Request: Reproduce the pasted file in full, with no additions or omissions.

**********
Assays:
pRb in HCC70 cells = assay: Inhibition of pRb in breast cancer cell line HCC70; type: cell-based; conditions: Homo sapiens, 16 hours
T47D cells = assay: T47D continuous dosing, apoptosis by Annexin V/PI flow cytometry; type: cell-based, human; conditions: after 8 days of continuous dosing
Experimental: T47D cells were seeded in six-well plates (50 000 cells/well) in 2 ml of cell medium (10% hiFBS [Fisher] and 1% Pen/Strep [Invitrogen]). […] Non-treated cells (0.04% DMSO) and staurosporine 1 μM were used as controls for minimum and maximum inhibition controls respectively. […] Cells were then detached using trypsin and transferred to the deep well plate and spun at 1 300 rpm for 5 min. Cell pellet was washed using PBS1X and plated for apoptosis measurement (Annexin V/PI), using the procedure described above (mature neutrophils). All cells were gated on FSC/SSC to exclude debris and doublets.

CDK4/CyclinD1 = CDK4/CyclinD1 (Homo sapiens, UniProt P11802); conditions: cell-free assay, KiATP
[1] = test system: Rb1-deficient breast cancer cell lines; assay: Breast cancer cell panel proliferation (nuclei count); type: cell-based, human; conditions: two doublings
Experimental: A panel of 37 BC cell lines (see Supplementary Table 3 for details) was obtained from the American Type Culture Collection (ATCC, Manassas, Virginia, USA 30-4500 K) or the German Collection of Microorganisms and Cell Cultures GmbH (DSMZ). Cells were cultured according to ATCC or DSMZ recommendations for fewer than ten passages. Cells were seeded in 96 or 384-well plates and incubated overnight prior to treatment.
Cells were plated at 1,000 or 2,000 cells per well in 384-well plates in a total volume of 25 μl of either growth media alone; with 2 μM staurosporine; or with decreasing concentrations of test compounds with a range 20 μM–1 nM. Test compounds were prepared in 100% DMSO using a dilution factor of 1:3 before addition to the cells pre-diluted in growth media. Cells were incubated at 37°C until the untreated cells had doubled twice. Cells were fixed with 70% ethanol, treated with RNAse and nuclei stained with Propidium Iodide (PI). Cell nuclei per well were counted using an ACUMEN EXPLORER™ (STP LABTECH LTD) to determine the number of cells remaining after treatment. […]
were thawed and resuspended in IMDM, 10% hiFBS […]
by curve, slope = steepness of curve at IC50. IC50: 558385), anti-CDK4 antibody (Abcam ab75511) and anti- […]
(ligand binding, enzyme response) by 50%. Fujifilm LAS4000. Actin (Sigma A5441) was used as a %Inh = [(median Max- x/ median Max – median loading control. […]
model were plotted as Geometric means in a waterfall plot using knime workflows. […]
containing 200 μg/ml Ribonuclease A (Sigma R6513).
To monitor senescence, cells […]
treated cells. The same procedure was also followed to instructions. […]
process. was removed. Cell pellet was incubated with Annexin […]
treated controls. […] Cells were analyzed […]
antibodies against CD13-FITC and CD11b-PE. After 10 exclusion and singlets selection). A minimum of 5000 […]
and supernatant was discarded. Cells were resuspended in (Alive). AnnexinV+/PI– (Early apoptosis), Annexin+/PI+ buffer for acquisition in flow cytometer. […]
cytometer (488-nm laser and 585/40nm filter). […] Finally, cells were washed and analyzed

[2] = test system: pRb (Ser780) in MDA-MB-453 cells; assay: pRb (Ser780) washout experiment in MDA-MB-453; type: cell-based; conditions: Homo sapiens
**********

Assays:
pRb in HCC70 cells = assay: Inhibition of pRb in breast cancer cell line HCC70; type: cell-based; conditions: Homo sapiens, 16 hours
T47D cells = assay: T47D continuous dosing, apoptosis by Annexin V/PI flow cytometry; type: cell-based, human; conditions: after 8 days of continuous dosing
Experimental: T47D cells were seeded in six-well plates (50 000 cells/well) in 2 ml of cell medium (10% hiFBS [Fisher] and 1% Pen/Strep [Invitrogen]). […] Non-treated cells (0.04% DMSO) and staurosporine 1 μM were used as controls for minimum and maximum inhibition controls respectively. […] Cells were then detached using trypsin and transferred to the deep well plate and spun at 1 300 rpm for 5 min. Cell pellet was washed using PBS1X and plated for apoptosis measurement (Annexin V/PI), using the procedure described above (mature neutrophils). All cells were gated on FSC/SSC to exclude debris and doublets.

CDK4/CyclinD1 = CDK4/CyclinD1 (Homo sapiens, UniProt P11802); conditions: cell-free assay, KiATP
[1] = test system: Rb1-deficient breast cancer cell lines; assay: Breast cancer cell panel proliferation (nuclei count); type: cell-based, human; conditions: two doublings
Experimental: A panel of 37 BC cell lines (see Supplementary Table 3 for details) was obtained from the American Type Culture Collection (ATCC, Manassas, Virginia, USA 30-4500 K) or the German Collection of Microorganisms and Cell Cultures GmbH (DSMZ). Cells were cultured according to ATCC or DSMZ recommendations for fewer than ten passages. Cells were seeded in 96 or 384-well plates and incubated overnight prior to treatment.
Cells were plated at 1,000 or 2,000 cells per well in 384-well plates in a total volume of 25 μl of either growth media alone; with 2 μM staurosporine; or with decreasing concentrations of test compounds with a range 20 μM–1 nM. Test compounds were prepared in 100% DMSO using a dilution factor of 1:3 before addition to the cells pre-diluted in growth media. Cells were incubated at 37°C until the untreated cells had doubled twice. Cells were fixed with 70% ethanol, treated with RNAse and nuclei stained with Propidium Iodide (PI). Cell nuclei per well were counted using an ACUMEN EXPLORER™ (STP LABTECH LTD) to determine the number of cells remaining after treatment. […]
were thawed and resuspended in IMDM, 10% hiFBS […]
by curve, slope = steepness of curve at IC50. IC50: 558385), anti-CDK4 antibody (Abcam ab75511) and anti- […]
(ligand binding, enzyme response) by 50%. Fujifilm LAS4000. Actin (Sigma A5441) was used as a %Inh = [(median Max- x/ median Max – median loading control. […]
model were plotted as Geometric means in a waterfall plot using knime workflows. […]
containing 200 μg/ml Ribonuclease A (Sigma R6513).
To monitor senescence, cells […]
treated cells. The same procedure was also followed to instructions. […]
process. was removed. Cell pellet was incubated with Annexin […]
treated controls. […] Cells were analyzed […]
antibodies against CD13-FITC and CD11b-PE. After 10 exclusion and singlets selection). A minimum of 5000 […]
and supernatant was discarded. Cells were resuspended in (Alive). AnnexinV+/PI– (Early apoptosis), Annexin+/PI+ buffer for acquisition in flow cytometer. […]
cytometer (488-nm laser and 585/40nm filter). […] Finally, cells were washed and analyzed

[2] = test system: pRb (Ser780) in MDA-MB-453 cells; assay: pRb (Ser780) washout experiment in MDA-MB-453; type: cell-based; conditions: Homo sapiens